Archives For trade policy

HS_30_GalleryThe Harmonized System (HS) allows a world of many languages to speak with one. A multipurpose nomenclature for trade, the HS is one of the most successful instruments developed by the World Customs Organization. Its Convention has 156 Contracting Parties and the HS is used by more than 200 countries, territories and Customs or Economic Unions. It forms the basis for Customs tariffs and statistical nomenclatures around the world, and is used for around 98% of world trade. The year 2018 marks the 30thAnniversary of the HS which came into effect on 1stJanuary, 1988.

As an international standard with global application, the HS plays a key role in facilitating world trade. The HS is used as the basis for:

  • Customs tariffs;
  • Trade policies and quota controls;
  • Collection of international trade statistics and data exchange;
  • Rules of origin;
  • Trade negotiations such as the WTO Information Technology Agreement and Free Trade Agreements;
  • Monitoring of controlled goods, for example, chemical weapons precursors, hazardous wastes and persistent organic pollutants, ozone depleting substances and endangered species;
  • Many Customs controls and procedures, including risk assessments and profiling, electronic data input and matching and compliance activities; and Economic research and analysis..

The HS is crucial to the development of global trade. It is also fundamental to achieving fair, efficient, and effective revenue collection, a primary Strategic Goal of the WCO. In addition, as it provides an essential tool for the simplification and harmonization of customs procedures and provides the basis of knowing what trade goods are crossing borders, it contributes to other major strategic goals of Customs administrations and of the WCO.

The HS is a living language. The HS is now in it’s 6th edition and in the process of preparing for the Seventh Edition of the HS (HS 2022). During the life of the HS, there have been 60 meetings of the Harmonized System Committee (HSC) where 4,144 agenda items were discussed, 10 Recommendations were produced concerning the application of the HS Convention, 2280 classification decisions made and 871 Classification Opinions adopted to ensure the harmonization of classification. On 1st of January 2018, Members can be congratulated on having worked through the 60 HSC meetings, 53 meetings of the Review Sub-Committee (RSC) and 32 meetings of the Scientific Sub-Committee (SSC) to maintain and update the HS to keep it responsive and relevant to current needs.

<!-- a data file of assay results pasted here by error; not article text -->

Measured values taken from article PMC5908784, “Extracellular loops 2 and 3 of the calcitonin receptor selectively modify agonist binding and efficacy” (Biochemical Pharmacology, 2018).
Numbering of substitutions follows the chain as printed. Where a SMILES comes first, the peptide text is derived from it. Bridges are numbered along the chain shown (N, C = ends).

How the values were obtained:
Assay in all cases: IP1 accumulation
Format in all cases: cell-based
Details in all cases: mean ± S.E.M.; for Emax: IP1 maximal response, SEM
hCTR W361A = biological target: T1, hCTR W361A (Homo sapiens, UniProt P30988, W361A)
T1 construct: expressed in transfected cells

On the occasion of this anniversary, the WCO calls for the international Customs community, in partnership with the international trade community, to continue to be proactive and pursue its efforts to develop and maintain the HS, especially in terms of the application and uniform interpretation of the HS, so as to safeguard and further grow the benefits of this success. Source: WCO, 3 January 2018.

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made_in_south_africa___barcode_and_flag_by_netsrotj-d5cmbq9Export taxes are increasingly becoming a focus of attention in South African trade policy, and the objective of this paper is to review the trade and economic issues associated with these taxes. While they are similar to import tariffs in their effects, export taxes remain very much the ‘poor cousins’ of import tariffs in trade policy circles. While attention is paid to them in many bilateral and regional agreements, the multilateral World Trade Organisation (WTO) has little to say about them other than an awakening to their importance when it comes to negotiating a new member’s accession to the world body.

South Africa currently levies an export tax on unpolished diamonds in an attempt to develop local skills and promote the domestic industry, and it is considering a recent department of trade and industry report that recommends that consideration be given to an export tax on iron ore and steel. South Africa has some of the prerequisite market power in the global iron ore trade but not enough to ensure an outcome entirely beneficial to its export trade. The salutary example of South Africa’s competitor India is discussed, as India recently increased its export tax in this sector to 30% and has seen its global market shares plummet. The more interesting sector for South Africa is the ferrochrome and ferrochrome ore trade, as here South Africa does have significant market shares. South Africa has had about a 45% market share over the last three years in global exports, while China has imported around 70% to 85% of this global trade in recent years. Advocates argue that a tax on chromite ore exports will shift the relative economics back to empower South African producers of processed ferrochrome. This sets the stage for an interesting battle between South Africa and China, and one set against the background of South Africa’s recent admission to the BRICS club. If such an export tax is invoked, South Africa needs to be conscious that it at best provides a window of opportunity for the domestic sector to improve its technological efficiency and that it is not a long or even medium-term solution.

For an in-depth appraisal on export tax in South Africa, please read Ron Sandrey’s report “Export tax in the South African context

Source: Tralac & Author -Ron Sandrey